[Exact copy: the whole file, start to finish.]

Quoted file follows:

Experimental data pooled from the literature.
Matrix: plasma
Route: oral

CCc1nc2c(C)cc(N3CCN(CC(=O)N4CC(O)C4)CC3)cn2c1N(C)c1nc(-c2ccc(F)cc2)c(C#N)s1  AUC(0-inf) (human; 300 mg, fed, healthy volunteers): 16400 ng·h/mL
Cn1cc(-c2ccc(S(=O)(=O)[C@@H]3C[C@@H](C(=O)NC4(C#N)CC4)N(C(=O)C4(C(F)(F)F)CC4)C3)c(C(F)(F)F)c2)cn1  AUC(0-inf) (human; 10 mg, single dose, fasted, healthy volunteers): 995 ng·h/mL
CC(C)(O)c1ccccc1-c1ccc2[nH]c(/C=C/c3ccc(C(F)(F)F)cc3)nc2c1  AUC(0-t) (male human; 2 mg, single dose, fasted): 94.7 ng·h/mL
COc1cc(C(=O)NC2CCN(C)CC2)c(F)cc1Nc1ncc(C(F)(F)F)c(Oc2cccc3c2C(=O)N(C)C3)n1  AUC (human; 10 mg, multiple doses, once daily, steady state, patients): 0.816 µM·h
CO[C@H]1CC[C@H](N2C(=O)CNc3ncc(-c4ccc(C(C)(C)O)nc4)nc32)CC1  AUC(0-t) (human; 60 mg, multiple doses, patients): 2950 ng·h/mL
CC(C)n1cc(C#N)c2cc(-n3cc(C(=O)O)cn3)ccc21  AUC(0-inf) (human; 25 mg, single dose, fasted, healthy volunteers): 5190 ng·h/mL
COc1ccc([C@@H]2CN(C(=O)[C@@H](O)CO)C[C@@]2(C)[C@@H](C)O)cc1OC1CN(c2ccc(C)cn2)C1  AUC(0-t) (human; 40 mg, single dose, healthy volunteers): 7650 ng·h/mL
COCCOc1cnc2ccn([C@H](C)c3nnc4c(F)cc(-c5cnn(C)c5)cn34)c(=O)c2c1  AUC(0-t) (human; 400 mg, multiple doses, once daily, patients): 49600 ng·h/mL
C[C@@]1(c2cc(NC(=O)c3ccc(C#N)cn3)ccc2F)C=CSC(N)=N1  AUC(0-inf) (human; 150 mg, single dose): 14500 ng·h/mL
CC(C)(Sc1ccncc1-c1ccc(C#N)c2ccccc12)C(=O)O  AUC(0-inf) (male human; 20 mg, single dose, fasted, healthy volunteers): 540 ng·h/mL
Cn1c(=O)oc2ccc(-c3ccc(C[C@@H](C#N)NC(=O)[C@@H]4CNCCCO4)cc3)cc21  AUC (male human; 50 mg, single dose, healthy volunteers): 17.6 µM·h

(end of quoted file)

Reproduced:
Experimental data pooled from the literature.
Matrix: plasma
Route: oral

CCc1nc2c(C)cc(N3CCN(CC(=O)N4CC(O)C4)CC3)cn2c1N(C)c1nc(-c2ccc(F)cc2)c(C#N)s1  AUC(0-inf) (human; 300 mg, fed, healthy volunteers): 16400 ng·h/mL
Cn1cc(-c2ccc(S(=O)(=O)[C@@H]3C[C@@H](C(=O)NC4(C#N)CC4)N(C(=O)C4(C(F)(F)F)CC4)C3)c(C(F)(F)F)c2)cn1  AUC(0-inf) (human; 10 mg, single dose, fasted, healthy volunteers): 995 ng·h/mL
CC(C)(O)c1ccccc1-c1ccc2[nH]c(/C=C/c3ccc(C(F)(F)F)cc3)nc2c1  AUC(0-t) (male human; 2 mg, single dose, fasted): 94.7 ng·h/mL
COc1cc(C(=O)NC2CCN(C)CC2)c(F)cc1Nc1ncc(C(F)(F)F)c(Oc2cccc3c2C(=O)N(C)C3)n1  AUC (human; 10 mg, multiple doses, once daily, steady state, patients): 0.816 µM·h
CO[C@H]1CC[C@H](N2C(=O)CNc3ncc(-c4ccc(C(C)(C)O)nc4)nc32)CC1  AUC(0-t) (human; 60 mg, multiple doses, patients): 2950 ng·h/mL
CC(C)n1cc(C#N)c2cc(-n3cc(C(=O)O)cn3)ccc21  AUC(0-inf) (human; 25 mg, single dose, fasted, healthy volunteers): 5190 ng·h/mL
COc1ccc([C@@H]2CN(C(=O)[C@@H](O)CO)C[C@@]2(C)[C@@H](C)O)cc1OC1CN(c2ccc(C)cn2)C1  AUC(0-t) (human; 40 mg, single dose, healthy volunteers): 7650 ng·h/mL
COCCOc1cnc2ccn([C@H](C)c3nnc4c(F)cc(-c5cnn(C)c5)cn34)c(=O)c2c1  AUC(0-t) (human; 400 mg, multiple doses, once daily, patients): 49600 ng·h/mL
C[C@@]1(c2cc(NC(=O)c3ccc(C#N)cn3)ccc2F)C=CSC(N)=N1  AUC(0-inf) (human; 150 mg, single dose): 14500 ng·h/mL
CC(C)(Sc1ccncc1-c1ccc(C#N)c2ccccc12)C(=O)O  AUC(0-inf) (male human; 20 mg, single dose, fasted, healthy volunteers): 540 ng·h/mL
Cn1c(=O)oc2ccc(-c3ccc(C[C@@H](C#N)NC(=O)[C@@H]4CNCCCO4)cc3)cc21  AUC (male human; 50 mg, single dose, healthy volunteers): 17.6 µM·h